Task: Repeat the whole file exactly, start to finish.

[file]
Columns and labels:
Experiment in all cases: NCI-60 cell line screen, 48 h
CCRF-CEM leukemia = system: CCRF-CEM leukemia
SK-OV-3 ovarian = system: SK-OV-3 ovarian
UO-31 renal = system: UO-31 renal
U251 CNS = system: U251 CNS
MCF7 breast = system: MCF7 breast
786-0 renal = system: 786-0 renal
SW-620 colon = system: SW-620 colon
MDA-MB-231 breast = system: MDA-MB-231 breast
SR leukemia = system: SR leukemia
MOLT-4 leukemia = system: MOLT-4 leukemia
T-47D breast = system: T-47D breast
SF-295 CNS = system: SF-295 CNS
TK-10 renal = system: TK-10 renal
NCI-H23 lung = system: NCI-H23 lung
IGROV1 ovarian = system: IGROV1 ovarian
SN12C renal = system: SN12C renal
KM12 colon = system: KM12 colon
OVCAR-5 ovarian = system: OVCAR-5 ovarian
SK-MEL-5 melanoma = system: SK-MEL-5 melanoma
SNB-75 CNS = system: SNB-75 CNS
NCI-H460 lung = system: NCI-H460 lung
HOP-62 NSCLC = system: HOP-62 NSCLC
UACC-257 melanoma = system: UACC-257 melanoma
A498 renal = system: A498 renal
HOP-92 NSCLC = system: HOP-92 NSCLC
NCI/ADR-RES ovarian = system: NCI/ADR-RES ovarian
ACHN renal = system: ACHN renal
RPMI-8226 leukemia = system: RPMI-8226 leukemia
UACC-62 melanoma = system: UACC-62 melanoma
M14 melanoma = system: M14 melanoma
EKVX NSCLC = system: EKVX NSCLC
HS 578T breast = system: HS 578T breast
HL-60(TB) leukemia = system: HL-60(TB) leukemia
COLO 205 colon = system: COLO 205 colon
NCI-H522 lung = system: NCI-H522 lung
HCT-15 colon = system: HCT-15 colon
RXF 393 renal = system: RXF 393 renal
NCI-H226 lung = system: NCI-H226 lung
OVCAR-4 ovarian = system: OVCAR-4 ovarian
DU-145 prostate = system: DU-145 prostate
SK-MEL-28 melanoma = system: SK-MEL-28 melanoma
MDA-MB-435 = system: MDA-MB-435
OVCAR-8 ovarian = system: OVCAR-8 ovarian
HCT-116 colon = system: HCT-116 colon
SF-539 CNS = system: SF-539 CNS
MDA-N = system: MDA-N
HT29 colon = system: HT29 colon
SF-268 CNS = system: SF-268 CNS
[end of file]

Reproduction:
Columns and labels:
Experiment in all cases: NCI-60 cell line screen, 48 h
CCRF-CEM leukemia = system: CCRF-CEM leukemia
SK-OV-3 ovarian = system: SK-OV-3 ovarian
UO-31 renal = system: UO-31 renal
U251 CNS = system: U251 CNS
MCF7 breast = system: MCF7 breast
786-0 renal = system: 786-0 renal
SW-620 colon = system: SW-620 colon
MDA-MB-231 breast = system: MDA-MB-231 breast
SR leukemia = system: SR leukemia
MOLT-4 leukemia = system: MOLT-4 leukemia
T-47D breast = system: T-47D breast
SF-295 CNS = system: SF-295 CNS
TK-10 renal = system: TK-10 renal
NCI-H23 lung = system: NCI-H23 lung
IGROV1 ovarian = system: IGROV1 ovarian
SN12C renal = system: SN12C renal
KM12 colon = system: KM12 colon
OVCAR-5 ovarian = system: OVCAR-5 ovarian
SK-MEL-5 melanoma = system: SK-MEL-5 melanoma
SNB-75 CNS = system: SNB-75 CNS
NCI-H460 lung = system: NCI-H460 lung
HOP-62 NSCLC = system: HOP-62 NSCLC
UACC-257 melanoma = system: UACC-257 melanoma
A498 renal = system: A498 renal
HOP-92 NSCLC = system: HOP-92 NSCLC
NCI/ADR-RES ovarian = system: NCI/ADR-RES ovarian
ACHN renal = system: ACHN renal
RPMI-8226 leukemia = system: RPMI-8226 leukemia
UACC-62 melanoma = system: UACC-62 melanoma
M14 melanoma = system: M14 melanoma
EKVX NSCLC = system: EKVX NSCLC
HS 578T breast = system: HS 578T breast
HL-60(TB) leukemia = system: HL-60(TB) leukemia
COLO 205 colon = system: COLO 205 colon
NCI-H522 lung = system: NCI-H522 lung
HCT-15 colon = system: HCT-15 colon
RXF 393 renal = system: RXF 393 renal
NCI-H226 lung = system: NCI-H226 lung
OVCAR-4 ovarian = system: OVCAR-4 ovarian
DU-145 prostate = system: DU-145 prostate
SK-MEL-28 melanoma = system: SK-MEL-28 melanoma
MDA-MB-435 = system: MDA-MB-435
OVCAR-8 ovarian = system: OVCAR-8 ovarian
HCT-116 colon = system: HCT-116 colon
SF-539 CNS = system: SF-539 CNS
MDA-N = system: MDA-N
HT29 colon = system: HT29 colon
SF-268 CNS = system: SF-268 CNS